As we celebrate the 236th anniversary of America’s independence, it’s a good time to reflect on all the things that make the United States the greatest country in the world. Like, for instance … well … hmm.
We’re billed as the land of the free, but we’re actually 47th in press freedom according to Reporters Without Borders, behind Botswana and El Salvador. We’re 10th in economic freedom, according to the Heritage Foundation—not bad, but not quite on the level of Canada or Mauritius. We’re 51st in math and science education, according to the World Economic Forum. We spend by far the most on health care, but can’t crack the top 20 in life expectancy. And while we remain the richest country in terms of gross domestic product, we’re anywhere from sixth to 19th in per-capita income, depending on how you count. (Plus, no one expects us to hold off China for long when it comes to GDP.)
So what do we lead the world in? If you believe Will McAvoy, the news anchor on Aaron Sorkin’s The Newsroom, the United States is tops in just three things: "number of incarcerated citizens per capita, number of adults who believe angels are real, and defense spending." Actually, McAvoy is forgetting a litany of other horrible metrics in which the United States ranks first. There’s also obesity, divorce, illegal drug use, pornography, student loan debt—the list goes on.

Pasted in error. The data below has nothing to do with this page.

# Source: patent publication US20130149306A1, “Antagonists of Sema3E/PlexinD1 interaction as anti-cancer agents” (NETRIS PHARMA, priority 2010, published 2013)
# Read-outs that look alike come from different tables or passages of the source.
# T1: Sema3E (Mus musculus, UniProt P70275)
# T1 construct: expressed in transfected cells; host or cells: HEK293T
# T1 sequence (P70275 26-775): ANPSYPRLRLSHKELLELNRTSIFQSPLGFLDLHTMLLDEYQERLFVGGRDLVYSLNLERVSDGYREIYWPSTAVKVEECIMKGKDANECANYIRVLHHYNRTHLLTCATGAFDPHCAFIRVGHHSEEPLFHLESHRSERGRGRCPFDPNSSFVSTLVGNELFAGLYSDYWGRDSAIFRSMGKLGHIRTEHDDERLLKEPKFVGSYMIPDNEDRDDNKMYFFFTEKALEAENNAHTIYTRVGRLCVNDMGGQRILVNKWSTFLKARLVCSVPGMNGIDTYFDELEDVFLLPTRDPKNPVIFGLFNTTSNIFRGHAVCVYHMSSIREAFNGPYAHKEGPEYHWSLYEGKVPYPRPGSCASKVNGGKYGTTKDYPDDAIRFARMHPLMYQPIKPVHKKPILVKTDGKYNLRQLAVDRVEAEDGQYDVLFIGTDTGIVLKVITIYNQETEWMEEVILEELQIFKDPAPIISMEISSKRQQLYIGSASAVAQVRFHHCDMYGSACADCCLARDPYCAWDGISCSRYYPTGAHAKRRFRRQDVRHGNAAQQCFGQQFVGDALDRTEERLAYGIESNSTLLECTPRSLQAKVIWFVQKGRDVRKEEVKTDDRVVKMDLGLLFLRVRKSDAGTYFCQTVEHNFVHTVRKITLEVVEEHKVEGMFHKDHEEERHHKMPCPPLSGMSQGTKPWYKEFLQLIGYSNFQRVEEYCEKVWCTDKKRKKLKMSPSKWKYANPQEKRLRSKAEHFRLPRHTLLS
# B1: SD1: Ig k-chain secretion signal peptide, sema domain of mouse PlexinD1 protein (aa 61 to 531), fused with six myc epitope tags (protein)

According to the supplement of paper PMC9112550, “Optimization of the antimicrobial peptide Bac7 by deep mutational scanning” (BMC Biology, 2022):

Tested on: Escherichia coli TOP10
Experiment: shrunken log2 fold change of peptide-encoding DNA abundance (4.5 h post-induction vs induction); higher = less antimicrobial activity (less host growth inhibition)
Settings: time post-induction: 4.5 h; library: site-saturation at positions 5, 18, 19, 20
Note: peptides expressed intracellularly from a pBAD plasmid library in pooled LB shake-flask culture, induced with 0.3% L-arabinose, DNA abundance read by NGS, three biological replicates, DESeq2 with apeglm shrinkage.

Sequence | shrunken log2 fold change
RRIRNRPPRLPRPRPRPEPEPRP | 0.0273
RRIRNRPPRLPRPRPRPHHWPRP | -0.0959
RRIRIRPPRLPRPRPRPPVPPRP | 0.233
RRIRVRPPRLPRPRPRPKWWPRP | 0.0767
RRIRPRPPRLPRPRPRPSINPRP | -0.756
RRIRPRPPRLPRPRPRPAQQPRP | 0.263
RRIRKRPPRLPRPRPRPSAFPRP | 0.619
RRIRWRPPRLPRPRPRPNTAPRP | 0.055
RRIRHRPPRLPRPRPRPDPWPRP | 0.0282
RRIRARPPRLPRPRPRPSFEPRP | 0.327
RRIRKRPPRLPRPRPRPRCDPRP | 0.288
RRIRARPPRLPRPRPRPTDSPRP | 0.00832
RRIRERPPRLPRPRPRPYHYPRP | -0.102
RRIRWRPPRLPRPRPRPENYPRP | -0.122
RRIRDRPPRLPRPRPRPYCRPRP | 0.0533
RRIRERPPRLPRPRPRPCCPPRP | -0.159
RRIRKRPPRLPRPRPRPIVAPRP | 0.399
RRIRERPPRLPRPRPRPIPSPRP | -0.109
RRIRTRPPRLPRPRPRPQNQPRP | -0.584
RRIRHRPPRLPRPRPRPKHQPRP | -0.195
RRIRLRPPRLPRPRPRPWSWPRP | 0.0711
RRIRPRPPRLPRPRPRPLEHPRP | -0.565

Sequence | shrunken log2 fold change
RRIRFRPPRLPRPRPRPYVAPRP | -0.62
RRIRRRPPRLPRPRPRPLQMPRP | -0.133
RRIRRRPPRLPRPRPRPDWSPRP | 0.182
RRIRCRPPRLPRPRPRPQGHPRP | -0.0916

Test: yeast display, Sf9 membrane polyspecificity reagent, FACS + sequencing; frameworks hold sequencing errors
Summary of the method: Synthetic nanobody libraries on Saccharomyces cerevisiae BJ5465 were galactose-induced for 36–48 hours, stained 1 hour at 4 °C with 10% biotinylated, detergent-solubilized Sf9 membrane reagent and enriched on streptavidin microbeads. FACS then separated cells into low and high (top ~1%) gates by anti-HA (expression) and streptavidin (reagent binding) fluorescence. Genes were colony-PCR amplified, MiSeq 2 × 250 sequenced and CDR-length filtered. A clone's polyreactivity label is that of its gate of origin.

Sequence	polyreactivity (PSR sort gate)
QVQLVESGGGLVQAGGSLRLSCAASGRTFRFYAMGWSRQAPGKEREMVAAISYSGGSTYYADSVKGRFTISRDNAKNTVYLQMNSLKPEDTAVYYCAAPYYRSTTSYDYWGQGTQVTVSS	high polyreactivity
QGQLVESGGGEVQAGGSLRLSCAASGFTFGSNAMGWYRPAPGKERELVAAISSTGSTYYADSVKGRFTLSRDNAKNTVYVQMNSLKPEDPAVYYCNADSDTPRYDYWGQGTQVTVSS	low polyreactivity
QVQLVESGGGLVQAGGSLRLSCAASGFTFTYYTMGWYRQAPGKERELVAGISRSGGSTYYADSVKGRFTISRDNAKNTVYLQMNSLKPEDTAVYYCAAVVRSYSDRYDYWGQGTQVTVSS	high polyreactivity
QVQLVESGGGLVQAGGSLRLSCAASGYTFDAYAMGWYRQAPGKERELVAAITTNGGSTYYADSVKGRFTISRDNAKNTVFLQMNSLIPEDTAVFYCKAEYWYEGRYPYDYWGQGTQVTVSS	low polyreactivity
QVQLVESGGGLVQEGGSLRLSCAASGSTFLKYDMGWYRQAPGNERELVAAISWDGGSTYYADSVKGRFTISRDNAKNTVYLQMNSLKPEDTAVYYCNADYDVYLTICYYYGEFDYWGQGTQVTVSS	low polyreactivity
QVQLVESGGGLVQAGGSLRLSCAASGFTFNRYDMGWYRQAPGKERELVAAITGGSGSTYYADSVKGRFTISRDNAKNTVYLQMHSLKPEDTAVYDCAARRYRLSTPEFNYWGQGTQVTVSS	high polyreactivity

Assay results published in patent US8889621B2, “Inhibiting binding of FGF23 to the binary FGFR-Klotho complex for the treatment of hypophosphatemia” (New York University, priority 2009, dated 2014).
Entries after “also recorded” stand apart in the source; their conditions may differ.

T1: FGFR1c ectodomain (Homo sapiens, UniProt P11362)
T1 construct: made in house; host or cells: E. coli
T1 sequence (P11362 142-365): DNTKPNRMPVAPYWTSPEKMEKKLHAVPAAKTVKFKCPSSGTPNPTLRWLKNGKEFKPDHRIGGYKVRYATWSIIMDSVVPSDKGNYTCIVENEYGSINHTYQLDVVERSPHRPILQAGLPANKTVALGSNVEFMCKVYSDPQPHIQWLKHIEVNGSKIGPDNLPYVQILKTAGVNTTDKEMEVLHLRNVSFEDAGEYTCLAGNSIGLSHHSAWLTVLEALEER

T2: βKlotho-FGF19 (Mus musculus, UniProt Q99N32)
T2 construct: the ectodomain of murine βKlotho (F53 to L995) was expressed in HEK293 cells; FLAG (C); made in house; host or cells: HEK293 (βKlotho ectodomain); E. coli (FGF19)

But come on—don’t we lead the world in anything we can be proud of? Indeed, we do! To celebrate July 4, here is a list of some rather obvious, some surprising, and some genuinely inspiring achievements that put the “exceptional” in “American exceptionalism.”